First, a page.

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  12. Correction5:32 PM

    "Well, Msgr. Schmitz is not really a Traditionalist anyway. He joined the Institute relatively recently, and before that had a Vatican carreer that did not strike anyone as being particularly oriented towards Tradition in any shape or form."

    I guess it depends what you mean by Traditionalist. It is true that Monsignor Schmitz was originally a diocesan priest, but I am pretty sure he joined the Institute back in 2000, after having already been a professor at their seminary for several years. He has for a long time been associated with the "old Roman" theological review 'Divinitas', and so I am not sure how his adherence to doctrinal and liturgical Tradition could be seen as a "new" response to changing circumstances. His old diplomatic post in a remote corner of the globe was a "gift" from liberal prelates who did not want anyone quite so traditional working close to home, in Rome or in Germany.

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  13. Michel7:25 PM

    @ Correction :

    Yes, 2000 is relatively recent indeed. What I wrote was not a personal attack, it was just noticing that some people have fought the fight for Tradition for many years, and have paid the price for that. Some others have joined the fight more recently, when one could already feel (that was in the last third of the previous pontificate) that times were-a-changin'.

    By the way, a globe does not have "corners"... and the notion of "remote" is... relative to the distance from another point...

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  14. Michel, I don't know if Msgr. Schmitz considers himself to be a traditionalist. If he does, the fact that he only converted to traditionalism within the past decade or so cannot be used as evidence that he is not really a traditionalist, or that he's conversion is less than sincere. Whether or not you intended or perceive your comments about Msgr. Schmitz as personal attacks, that is precisely what they are.

    Thanks for the geography lesson, by the way, but I suspect Correction already knows what "corner of the globe" and "remote" mean in reference to geography.

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  15. Anonymous9:08 PM

    In 1679 Pope Innocent XI publicly condemned sixty-five of the more radical propositions (stricti mentalis), taken chiefly from the writings of Escobar, Francisco Suárez and other casuists as propositiones laxorum moralistarum and forbade anyone to teach them under penalty of excommunication.

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  16. Jamie9:13 PM

    I signed up for the course (after figuring how to get passed the broken part of their signup) and I haven't had an email back. The course starts soon and I am a little disappointed. It costs $250 a semester so you would think they would be relatively quick in replying to prospective students.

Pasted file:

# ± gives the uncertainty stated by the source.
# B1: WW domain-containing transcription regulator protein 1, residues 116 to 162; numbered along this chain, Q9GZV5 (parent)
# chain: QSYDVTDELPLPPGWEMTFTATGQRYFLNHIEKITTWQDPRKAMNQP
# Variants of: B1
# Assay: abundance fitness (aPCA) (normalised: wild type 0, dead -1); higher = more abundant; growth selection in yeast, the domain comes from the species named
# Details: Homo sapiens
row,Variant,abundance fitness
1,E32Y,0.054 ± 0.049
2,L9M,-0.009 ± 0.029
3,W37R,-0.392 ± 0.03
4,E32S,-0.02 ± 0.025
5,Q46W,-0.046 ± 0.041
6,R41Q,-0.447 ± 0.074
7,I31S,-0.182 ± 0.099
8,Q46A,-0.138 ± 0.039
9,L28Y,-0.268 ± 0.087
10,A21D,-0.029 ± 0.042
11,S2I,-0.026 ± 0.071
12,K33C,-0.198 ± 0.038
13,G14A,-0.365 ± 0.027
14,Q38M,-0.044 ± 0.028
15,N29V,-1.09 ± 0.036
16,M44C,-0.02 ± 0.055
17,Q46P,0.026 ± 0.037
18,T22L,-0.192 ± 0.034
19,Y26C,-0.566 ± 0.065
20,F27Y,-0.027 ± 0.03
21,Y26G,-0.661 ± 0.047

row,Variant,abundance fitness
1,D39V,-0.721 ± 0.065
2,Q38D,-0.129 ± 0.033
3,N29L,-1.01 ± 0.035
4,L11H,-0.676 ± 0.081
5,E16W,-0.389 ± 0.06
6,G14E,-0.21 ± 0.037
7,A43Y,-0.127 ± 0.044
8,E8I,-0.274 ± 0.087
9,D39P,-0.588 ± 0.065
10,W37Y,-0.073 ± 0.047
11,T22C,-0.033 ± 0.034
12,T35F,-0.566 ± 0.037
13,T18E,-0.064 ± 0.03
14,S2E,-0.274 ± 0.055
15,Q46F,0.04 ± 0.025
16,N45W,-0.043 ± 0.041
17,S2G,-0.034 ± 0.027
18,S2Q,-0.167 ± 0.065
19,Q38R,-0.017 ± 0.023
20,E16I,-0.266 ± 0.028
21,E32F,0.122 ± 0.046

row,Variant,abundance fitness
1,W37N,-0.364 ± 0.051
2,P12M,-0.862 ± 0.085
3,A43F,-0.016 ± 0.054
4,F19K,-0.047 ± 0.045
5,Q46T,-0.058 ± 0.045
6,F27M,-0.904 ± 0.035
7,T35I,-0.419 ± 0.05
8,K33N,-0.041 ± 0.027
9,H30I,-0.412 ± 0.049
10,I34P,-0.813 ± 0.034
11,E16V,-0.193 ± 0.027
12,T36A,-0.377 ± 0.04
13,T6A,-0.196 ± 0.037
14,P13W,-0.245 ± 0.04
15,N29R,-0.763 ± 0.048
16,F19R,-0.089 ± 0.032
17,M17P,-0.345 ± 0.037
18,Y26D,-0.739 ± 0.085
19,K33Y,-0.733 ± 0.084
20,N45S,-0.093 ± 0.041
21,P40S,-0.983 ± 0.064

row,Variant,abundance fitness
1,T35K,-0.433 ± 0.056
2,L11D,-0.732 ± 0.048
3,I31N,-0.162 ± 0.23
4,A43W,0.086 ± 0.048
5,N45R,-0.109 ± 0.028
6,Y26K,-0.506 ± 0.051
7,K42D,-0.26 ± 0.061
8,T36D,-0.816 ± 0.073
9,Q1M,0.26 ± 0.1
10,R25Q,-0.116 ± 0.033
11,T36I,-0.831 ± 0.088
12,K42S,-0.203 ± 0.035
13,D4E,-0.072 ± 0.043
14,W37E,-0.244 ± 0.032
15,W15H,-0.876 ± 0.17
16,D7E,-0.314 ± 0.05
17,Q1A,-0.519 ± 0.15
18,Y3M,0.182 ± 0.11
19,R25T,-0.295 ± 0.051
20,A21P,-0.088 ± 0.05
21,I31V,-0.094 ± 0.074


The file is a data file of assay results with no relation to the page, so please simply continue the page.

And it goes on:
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  17. "In 1679 Pope Innocent XI publicly condemned sixty-five of the more radical propositions (stricti mentalis), taken chiefly from the writings of Escobar, Francisco Suárez and other casuists as propositiones laxorum moralistarum and forbade anyone to teach them under penalty of excommunication."

    The rigorists, tutiorists and probabiliorists (mainly Dominicans and Franciscans) liked to take this decree as proof for the condemnation of probabilism but the probabilists themselves considered it as condemning only laxism. The latter interpretation has won out in the course of the centuries given probabilism's de facto dominance in Catholic moral theology in the century prior to Vatican II.

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  18. At the very least, the 1679 decrees have scarcely affected the standing of the "Doctor Eximius."

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  19. Michel6:15 AM

    Jordanes,

    I am not slandering nor calumniating; I have not attacked anyone's character nor reputation.
    If describing fact is a personal attack, then fine, we should only talk about the weather and everyone would feel good about oneself, nobody would feel attacked.

    What I was saying, and I have been around long enough to observe that many times over, is that politics are at play in Rome (as they have always been) and you know this at least as well as I do.

    I was also saying that the direction of the wind regarding Tradition has changed in Rome, and I am more than willing to give credit to the last sovereign pontiff for that--I was doing exactly that by referring to the last third of the previous pontificate.

    I was commenting on the fact that there is a fair share of smart people who have noticed that. You also know it.

    I rejoice when formerly diocesan priests who had no problem saying the Novus Ordo Mass for decades have a change of heart and come to appreciate the treasure of the Catholic tradition, and in particular the Old Mass. However, I know that these Latter Day Traditionalists were not being helpful at all against our modernist clergy and hierarchy, when the wind was blowing in the other direction.

    Where were they? What were they doing? Well, some of them were having quite lofty careers, in fact some of them became Monsignori, while at the same time good, saintly priests were saying the Mass of All Times in remote chapels paid for by the own money of not well-off faithful who had been driven out of their churches by the Novus Ordo crowd. I know, I lived through that time. Maybe you are too young to have seen this with your own eyes.